Using a Definition of Ready
Many teams use the Definition of Done to check if a user story is finished and the product is ready to be delivered. But what about the user stories that a team receives from their product owner? Teams can check the quality of the user stories using a Definition of Ready.
Alan Bustamante wrote a blog post about defining ready, an essential practice for increasing your agile team's planning productivity. He explains how the Definition of Ready can be used to check the quality of the user stories before bringing them into the planning game:
While the value of the Definition of Done (DoD) and Team Working Agreement have long been understood by serious agile teams, in my experience, the Definition of Ready (DoR) is one of the least utilized, yet more powerful tools an agile team can employ. While the DoR can be used for multiple artifacts and activities (Product Backlog, Sprint Review, etc), for new teams I prefer to start with a DoR for backlog item readiness, which introduces the concept into planning preparation, an important part of the work stream.
What are the benefits that a properly structured DoR can bring to teams? Alan has listed them:
- Measure a backlog item’s “ready” state
- Ensure that product backlog items have been thought through “just enough”
- Help the team identify when the product owner or another team member becomes overwhelmed
- Keep the team accountable to each other
- Reduce pressure on the team to commit to estimates before stories are “Ready”
- Reduce “requirements churn" in development
In the blog post improve sprint throughput with “definition of ready” Shrikant Vashishtha explains how the Definition of Ready can be used to solve the problem of teams working on half baked stories. Shrikant states:
Simply put, any user-story coming inside Sprint backlog has to be READY and any user-story moving out of Sprint must be DONE.
The product owner and the team work together to first define the user story and then do the planning:
As user-story becomes clear and team doesn’t have any unanswered question or blocker remaining, the story is considered READY. Team then estimates the user-story in story points. This process continues during entire duration of the session for other stories as well. For some stories, Product Owner takes a note of unanswered questions and park those stories for further analysis.
Shrikant mentioned the benefits that the Definition of ready can bring:
Working towards “Readiness of the stories” helps the Product Owner in a tremendous way in organizing herself better. At the same time, it helps the team even more as team-members no longer wait endlessly for blockers to get resolved during Sprint.
Agile intends that business people and developers work together daily and use face 2 face communication as much as possible. The Definition of Ready should support that and should not impose too many rules on the product owner and the team, as Stefan Roock explains in Definition of Ready: A double edged sword:
(…) the Definition of Ready may be used to create an over regulated process that impedes collaboration between Product Owner and development team: Whenever there are communication problems between Product Owner and development team the Definition of Ready is extended by a new policy. After several “improvements” the Definition of Ready requires the Product Owner to specify each requirement correct, complete and consistent pre-checked by another Product Owner and a Software Architect to avoid any ambiguity or missing details. This is NOT Scrum and it is NOT Agile.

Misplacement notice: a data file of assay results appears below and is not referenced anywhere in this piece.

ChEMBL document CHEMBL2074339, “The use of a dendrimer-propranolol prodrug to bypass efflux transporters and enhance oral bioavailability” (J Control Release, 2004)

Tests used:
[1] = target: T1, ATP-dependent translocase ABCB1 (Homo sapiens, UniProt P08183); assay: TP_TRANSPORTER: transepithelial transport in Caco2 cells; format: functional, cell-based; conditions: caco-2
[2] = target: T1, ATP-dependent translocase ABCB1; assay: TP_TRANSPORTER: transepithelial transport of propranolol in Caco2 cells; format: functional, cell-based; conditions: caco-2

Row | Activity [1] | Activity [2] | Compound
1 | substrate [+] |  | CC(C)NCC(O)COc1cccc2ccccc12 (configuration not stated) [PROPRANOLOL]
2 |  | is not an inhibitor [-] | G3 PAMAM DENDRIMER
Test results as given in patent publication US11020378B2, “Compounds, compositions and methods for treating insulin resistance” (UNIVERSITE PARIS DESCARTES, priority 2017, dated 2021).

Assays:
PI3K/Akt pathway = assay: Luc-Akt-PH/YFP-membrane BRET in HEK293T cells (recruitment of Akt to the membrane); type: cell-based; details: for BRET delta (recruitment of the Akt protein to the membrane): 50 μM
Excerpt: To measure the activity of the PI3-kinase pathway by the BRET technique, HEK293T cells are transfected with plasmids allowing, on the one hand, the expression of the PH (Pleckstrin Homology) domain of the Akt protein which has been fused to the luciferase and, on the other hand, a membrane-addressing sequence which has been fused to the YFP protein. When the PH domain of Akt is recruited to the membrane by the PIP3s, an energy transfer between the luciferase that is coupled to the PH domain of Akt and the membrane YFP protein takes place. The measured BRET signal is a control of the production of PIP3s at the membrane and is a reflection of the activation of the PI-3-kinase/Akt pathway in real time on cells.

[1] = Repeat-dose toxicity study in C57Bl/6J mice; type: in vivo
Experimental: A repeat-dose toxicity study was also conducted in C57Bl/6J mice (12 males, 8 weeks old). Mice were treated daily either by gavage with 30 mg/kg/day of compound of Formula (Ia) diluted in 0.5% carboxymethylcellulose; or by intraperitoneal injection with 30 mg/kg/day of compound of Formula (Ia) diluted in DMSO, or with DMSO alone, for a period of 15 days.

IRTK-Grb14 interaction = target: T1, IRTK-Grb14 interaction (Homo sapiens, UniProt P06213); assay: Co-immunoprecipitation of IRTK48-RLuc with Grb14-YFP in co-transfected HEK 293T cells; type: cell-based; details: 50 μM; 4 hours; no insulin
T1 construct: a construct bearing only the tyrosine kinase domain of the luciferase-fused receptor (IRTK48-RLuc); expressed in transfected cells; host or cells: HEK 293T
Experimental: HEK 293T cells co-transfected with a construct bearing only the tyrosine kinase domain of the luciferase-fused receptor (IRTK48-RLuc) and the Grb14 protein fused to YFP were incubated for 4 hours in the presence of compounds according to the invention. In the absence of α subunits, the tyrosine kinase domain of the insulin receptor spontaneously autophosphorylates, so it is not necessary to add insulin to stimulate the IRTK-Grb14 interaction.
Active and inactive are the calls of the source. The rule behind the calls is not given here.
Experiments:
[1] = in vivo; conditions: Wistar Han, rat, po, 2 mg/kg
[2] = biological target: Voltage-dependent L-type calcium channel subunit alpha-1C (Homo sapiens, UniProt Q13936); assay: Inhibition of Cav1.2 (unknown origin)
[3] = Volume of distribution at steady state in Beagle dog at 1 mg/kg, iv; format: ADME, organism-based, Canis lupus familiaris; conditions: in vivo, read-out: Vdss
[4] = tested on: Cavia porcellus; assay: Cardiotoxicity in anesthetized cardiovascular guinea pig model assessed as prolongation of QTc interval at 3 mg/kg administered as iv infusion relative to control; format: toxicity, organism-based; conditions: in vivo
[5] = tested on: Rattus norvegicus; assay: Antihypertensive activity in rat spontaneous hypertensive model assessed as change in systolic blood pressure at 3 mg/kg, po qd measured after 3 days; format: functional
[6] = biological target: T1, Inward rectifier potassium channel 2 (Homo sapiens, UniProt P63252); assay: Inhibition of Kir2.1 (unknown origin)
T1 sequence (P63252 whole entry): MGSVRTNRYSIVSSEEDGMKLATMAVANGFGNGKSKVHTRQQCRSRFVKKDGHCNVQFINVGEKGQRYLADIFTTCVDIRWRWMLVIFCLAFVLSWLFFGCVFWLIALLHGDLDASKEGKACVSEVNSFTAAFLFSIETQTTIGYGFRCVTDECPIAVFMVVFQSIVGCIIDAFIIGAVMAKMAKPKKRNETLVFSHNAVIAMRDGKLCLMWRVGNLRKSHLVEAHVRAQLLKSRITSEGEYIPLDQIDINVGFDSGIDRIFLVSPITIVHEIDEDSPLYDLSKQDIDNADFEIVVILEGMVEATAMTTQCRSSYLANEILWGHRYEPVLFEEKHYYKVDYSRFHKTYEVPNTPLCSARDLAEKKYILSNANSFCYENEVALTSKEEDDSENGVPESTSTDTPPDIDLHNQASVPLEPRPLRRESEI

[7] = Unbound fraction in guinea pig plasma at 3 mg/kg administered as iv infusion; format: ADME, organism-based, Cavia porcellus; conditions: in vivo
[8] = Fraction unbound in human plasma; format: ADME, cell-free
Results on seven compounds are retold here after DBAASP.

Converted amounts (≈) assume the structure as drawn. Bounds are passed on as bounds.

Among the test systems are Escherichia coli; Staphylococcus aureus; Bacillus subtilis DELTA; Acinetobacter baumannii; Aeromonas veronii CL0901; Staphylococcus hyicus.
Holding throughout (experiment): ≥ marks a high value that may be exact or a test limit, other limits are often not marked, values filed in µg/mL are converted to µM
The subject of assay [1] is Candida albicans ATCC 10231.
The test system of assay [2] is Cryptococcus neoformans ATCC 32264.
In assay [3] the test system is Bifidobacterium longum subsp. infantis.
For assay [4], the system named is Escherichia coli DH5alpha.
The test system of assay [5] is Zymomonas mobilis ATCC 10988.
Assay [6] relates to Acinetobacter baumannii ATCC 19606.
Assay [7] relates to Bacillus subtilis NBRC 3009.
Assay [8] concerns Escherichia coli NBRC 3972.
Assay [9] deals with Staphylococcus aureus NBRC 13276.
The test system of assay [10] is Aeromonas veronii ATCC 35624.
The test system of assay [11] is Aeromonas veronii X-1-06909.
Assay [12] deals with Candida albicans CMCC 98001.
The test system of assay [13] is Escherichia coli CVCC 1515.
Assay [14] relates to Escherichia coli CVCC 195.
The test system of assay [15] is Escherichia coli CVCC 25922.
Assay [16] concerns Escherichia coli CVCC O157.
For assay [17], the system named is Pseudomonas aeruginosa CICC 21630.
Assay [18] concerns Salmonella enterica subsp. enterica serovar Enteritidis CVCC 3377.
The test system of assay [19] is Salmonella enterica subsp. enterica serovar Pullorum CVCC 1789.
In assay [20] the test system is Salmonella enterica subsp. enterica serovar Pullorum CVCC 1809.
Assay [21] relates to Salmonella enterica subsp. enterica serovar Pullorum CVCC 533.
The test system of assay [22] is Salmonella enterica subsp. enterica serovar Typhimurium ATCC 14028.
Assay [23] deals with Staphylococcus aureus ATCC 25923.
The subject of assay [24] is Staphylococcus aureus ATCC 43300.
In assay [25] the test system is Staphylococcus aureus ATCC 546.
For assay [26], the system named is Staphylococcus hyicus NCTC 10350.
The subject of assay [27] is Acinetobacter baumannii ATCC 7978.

Organization should prevent that the Definition of Ready becomes to heavy and turns into an impediment for collaboration and communication:
For the Definition of Ready I recommend: The smaller the better. The team becomes more and more capable of handling incomplete information. Therefore the Definition of Ready should be shrinking over time and not growing (while normally the Definition of Done is growing with the capabilities of the team).
Stefan Wunder provides 5 Tips on Getting Your Backlog Ready-Ready:
- Define your own Definition of Ready together with your team and product owner. The idealistic vision of a “ready-ready” user story is that the team can implement it without interruptions.
- Only the development team is allowed to call a user story “ready-ready”. Therefore the development team checks each user story, if it fulfills the criteria of your DoR or not.
- Use labels, coloring, traffic lights, prefixing or whatever you prefer to emphasize “ready-ready” user stories in your backlog. It doesn’t matter how you flag them as long as they are visible at one glance when looking at your backlog.
- Make open issues (that prevent user stories from being “ready-ready”) transparent to everyone (…) so that everyone knows what prevents a user story from being “ready-ready” and therefore needs to be resolved first.
- Make sure that the product owner and the development team understand the benefits of a “ready-ready” backlog. Provide your support whenever it is needed until the DoR flows through everyone’s veins. Live your DoR!
Shane Hastie on Distributed Agile Teams, Product Ownership and the Agile Manifesto Translation Program
Shane Hastie Apr 17, 2015